New Jersey will open indoor dining and outdoor amusement parks ahead of July 4th weekend
Yesterday, Governor Phil Murphy announced that New Jersey will allow indoor dining and casinos to begin operating at 25-percent capacity on July 2. Today, he said on Twitter that outdoor amusement parks, including rides on the boardwalk, and outdoor water parks, can open on this date with 50-percent capacity. Playgrounds can reopen with no limitations. The governor’s decision comes after he allowed beaches to open ahead of Memorial Day Weekend and restaurants to open for outdoor dining on June 15, but some are concerned about taking the next step prior to the busy July 4 weekend.
I know the last thing anyone wants is a face-covering tan.
I know many people think that just because the weather is hot, they can’t catch the coronavirus that causes COVID-19.
I know many young people think this virus isn’t after them.
In every case, you are wrong.
— Governor Phil Murphy (@GovMurphy) June 23, 2020
After making the announcement today, Governor Murphy’s Twitter feed has been filled with warnings to New Jersey residents. “There is ABSOLUTELY NO REASON for our rate of transmission to begin to creep back up because people have become complacent in social distancing, or are crowding around bars and restaurants unmasked,” he tweeted. Another Tweet said, “Keep your distances. Wear your masks. Be smart and courteous – the world isn’t about you. Don’t be the knucklehead who ruins it for everyone else.”
Skepticism related to the holiday weekend revolves mostly around the Jersey Shore. A trip to Monmouth County this past weekend showed us firsthand that things already seem like a normal summer and not one taking place in the midst of a global pandemic. In Belmar, popular bar D’Jais was teeming with people, packed together in an outdoor patio without masks. In Manasquan, several employees at restaurants participating in outdoor dining did not wear masks while interacting with customers. And in general, beaches and concessions were crowded and lacking social distancing. If this is the case, it would make sense that adding boardwalk amusements into the mix will only intensify these issues. When it comes to Atlantic City’s nine casinos, the big concern, of course, is that they are completely indoors.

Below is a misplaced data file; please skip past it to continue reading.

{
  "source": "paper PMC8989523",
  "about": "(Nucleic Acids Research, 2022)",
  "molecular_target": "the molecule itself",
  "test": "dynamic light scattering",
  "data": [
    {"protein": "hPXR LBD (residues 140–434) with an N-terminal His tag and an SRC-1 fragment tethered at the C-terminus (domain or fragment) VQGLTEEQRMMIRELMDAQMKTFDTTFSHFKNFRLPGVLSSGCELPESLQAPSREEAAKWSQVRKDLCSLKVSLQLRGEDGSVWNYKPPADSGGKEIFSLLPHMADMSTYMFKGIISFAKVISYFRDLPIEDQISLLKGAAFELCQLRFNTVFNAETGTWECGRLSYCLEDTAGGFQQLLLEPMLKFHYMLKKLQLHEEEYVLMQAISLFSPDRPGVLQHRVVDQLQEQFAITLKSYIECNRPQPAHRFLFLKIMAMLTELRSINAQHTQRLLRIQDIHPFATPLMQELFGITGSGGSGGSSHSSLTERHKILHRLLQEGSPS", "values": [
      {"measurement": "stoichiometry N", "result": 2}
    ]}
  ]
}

As relates to the July 2 reopenings, Governor Murphy said he expects to release further guidelines in the next several days. Unlike Governor Cuomo of New York’s plan, Governor Murphy’s phased reopening is not tied to specific benchmarks but rather general downward trends. The June 15 reopening also included limited in-store retail; as of Monday, hair salons, youth sports programs, private swim clubs, and municipal pools were allowed to open with limitations. This is all under New Jersey’s second phase. Indoor dining and casinos will come under phase three, which also includes limited entertainment, bars with limited capacity, and expanded fitness/gyms, though no date has been set for those.
In New York City, outdoor dining is permitted today under the state’s phase two. Indoor dining at 50-percent capacity will begin in phase three, which the city is likely to hit in early July.
Editor’s Note: This story was originally published on July 22, 2020, and has been updated with new information.